SNEC: 30+ percent tariffs lead to unintended consequences18. May 2012 | Markets & Trends, Global PV markets | By: Hans Christoph Neidlein/Jonathan Gifford
On the final day of the SNEC trade show in Shanghai, the unintended consequences of the 30-plus percent tariffs that are set to imposed on photovoltaic exports from China to the U.S. have begun to emerge. Taiwanese manufacturers look set to benefit most, while opportunities may also arise for equipment manufactures.
While the announcement of hefty tariffs on Chinese photovoltaic manufacturers, imposed by the U.S. Department of Commerce at the behest of some U.S. manufacturers including SolarWorld, took many by surprise at the SNEC trade show, it was not sufficient to dampen the mood. While some major manufacturers have announced that they will take some time to formulate their response, others have reported brisk business at the trade show, buoyed by growth in markets outside of the U.S. – including China itself.
Small percentage of trade
Reacting to the news of the tariffs, Canadian Solar told pv magazine that exports to the U.S. make up only 10 percent of its global trade and, as such, won’t hit the manufacturer too severely. Director of Global Marketing, Zhang Hanbing continued that the company is in a unique situation in that it can ramp-up its operations in Ontario to supply the U.S. market – and avoid the tariffs. At present, Canadian Solar’s Canadian operations capacity stands at 300 megawatts (MW) and can be ramped up by another 300 MW, elaborated Zhang.
William Shen, from tier two manufacturer Lightway Green Energy, said that great interest had been generated at the SNEC trade show in the company’s products. Chan said that much of the interest was from Chinese clients, working in the emerging domestic market. He continued that Chinese manufactures would collaborate in how to best respond to the U.S. tariffs in the coming days. Chan set out that one response will be for manufacturers to focus on markets outside of the U.S., including the Asia-Pacific region.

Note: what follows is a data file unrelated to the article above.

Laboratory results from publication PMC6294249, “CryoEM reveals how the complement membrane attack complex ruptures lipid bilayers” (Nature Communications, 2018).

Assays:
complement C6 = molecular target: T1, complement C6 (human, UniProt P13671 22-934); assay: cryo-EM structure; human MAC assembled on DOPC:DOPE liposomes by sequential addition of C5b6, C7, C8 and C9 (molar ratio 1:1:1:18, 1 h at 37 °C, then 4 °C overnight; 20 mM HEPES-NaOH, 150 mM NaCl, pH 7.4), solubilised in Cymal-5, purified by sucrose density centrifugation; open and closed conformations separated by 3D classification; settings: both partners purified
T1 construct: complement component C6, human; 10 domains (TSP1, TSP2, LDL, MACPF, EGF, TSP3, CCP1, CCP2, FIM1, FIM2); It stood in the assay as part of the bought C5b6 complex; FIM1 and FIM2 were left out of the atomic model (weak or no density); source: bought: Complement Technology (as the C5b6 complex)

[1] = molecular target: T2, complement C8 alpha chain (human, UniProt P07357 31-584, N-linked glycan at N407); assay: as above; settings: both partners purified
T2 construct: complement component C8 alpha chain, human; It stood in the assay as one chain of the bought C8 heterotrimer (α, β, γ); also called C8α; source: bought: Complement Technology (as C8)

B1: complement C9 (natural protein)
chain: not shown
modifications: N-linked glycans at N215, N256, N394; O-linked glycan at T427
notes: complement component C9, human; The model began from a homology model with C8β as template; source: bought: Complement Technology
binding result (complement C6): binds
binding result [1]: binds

Dennis She, CEO of ET Solar, reported that it is investigating opening a new production facility in Malaysia with a capacity of up to 400 MW as reaction to the U.S. tarrifs. Other module manufacturers as Lightway Green Energy want to increase their OEM sourcing of cells in Taiwan, as Lightway Vice President William Shen said.
German equipment manufacturer Kuka also reported an unexpected consequence of the tariffs. The company anticipates increased orders for businesses looking to establish or ramp-up operations outside of China. To enhance performance, Kuka hopes manufacturers doing so will look to better-automated fabs.
There was some consensus amongst trade show attendees that the Chinese government will likely take action to compensate for a drop off in demand, resultant from the tariffs. The government may consider enhancing or increasing FITs or other methods to stimulate domestic photovoltaic applications.
Lightway Green Energy indicated that newly installed capacity in China for 2012 could exceed five gigawatts (GW).
Contrary to interests
Even some U.S. companies at the SNEC trade show reacted negatively to the tariffs, which were higher than many expected. Equipment supplier, GT Advanced Technologies indicated that the tariffs will harm the industry by making photovoltaics in the U.S. more expensive and less competitive. Company representatives summed up the situation by saying that it was "contradictory to the interests of the photovoltaic industry."
U.S.-based market analyst Paula Mints has also reacted negatively to the tariffs. She told pv magazine, "I’m glad that the Facebook IPO has taken the spotlight off of solar, even briefly, so that it can get back to its true purpose developing this amazing technology and installing high quality solar electric systems in the industrialized world, and life changing off-grid installations in the developing world."
The Chinese photovoltaic Industry will hold a press conference next Thursday 24 in Shanghai, to announce measures in reaction to the tariffs.
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